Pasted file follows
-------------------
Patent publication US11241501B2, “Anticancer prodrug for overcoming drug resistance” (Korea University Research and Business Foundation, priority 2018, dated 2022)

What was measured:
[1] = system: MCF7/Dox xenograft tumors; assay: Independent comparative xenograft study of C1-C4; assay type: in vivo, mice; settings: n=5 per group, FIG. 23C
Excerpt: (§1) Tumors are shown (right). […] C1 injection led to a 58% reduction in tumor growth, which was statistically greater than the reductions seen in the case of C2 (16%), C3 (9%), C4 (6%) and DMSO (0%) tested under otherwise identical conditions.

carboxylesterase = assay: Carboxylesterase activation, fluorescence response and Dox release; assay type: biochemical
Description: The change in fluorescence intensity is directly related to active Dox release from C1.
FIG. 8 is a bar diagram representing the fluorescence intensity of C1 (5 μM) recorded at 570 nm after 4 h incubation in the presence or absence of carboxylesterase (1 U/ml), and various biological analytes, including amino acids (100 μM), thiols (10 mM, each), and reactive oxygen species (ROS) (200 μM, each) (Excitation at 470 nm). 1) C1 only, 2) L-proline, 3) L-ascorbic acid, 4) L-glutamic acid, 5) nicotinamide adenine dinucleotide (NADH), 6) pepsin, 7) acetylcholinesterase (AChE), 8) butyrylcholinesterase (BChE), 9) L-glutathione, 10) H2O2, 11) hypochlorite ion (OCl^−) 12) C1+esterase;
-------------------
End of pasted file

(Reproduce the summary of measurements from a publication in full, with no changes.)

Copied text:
Patent publication US11241501B2, “Anticancer prodrug for overcoming drug resistance” (Korea University Research and Business Foundation, priority 2018, dated 2022)

What was measured:
[1] = system: MCF7/Dox xenograft tumors; assay: Independent comparative xenograft study of C1-C4; assay type: in vivo, mice; settings: n=5 per group, FIG. 23C
Excerpt: (§1) Tumors are shown (right). […] C1 injection led to a 58% reduction in tumor growth, which was statistically greater than the reductions seen in the case of C2 (16%), C3 (9%), C4 (6%) and DMSO (0%) tested under otherwise identical conditions.

carboxylesterase = assay: Carboxylesterase activation, fluorescence response and Dox release; assay type: biochemical
Description: The change in fluorescence intensity is directly related to active Dox release from C1.
FIG. 8 is a bar diagram representing the fluorescence intensity of C1 (5 μM) recorded at 570 nm after 4 h incubation in the presence or absence of carboxylesterase (1 U/ml), and various biological analytes, including amino acids (100 μM), thiols (10 mM, each), and reactive oxygen species (ROS) (200 μM, each) (Excitation at 470 nm). 1) C1 only, 2) L-proline, 3) L-ascorbic acid, 4) L-glutamic acid, 5) nicotinamide adenine dinucleotide (NADH), 6) pepsin, 7) acetylcholinesterase (AChE), 8) butyrylcholinesterase (BChE), 9) L-glutathione, 10) H2O2, 11) hypochlorite ion (OCl^−) 12) C1+esterase;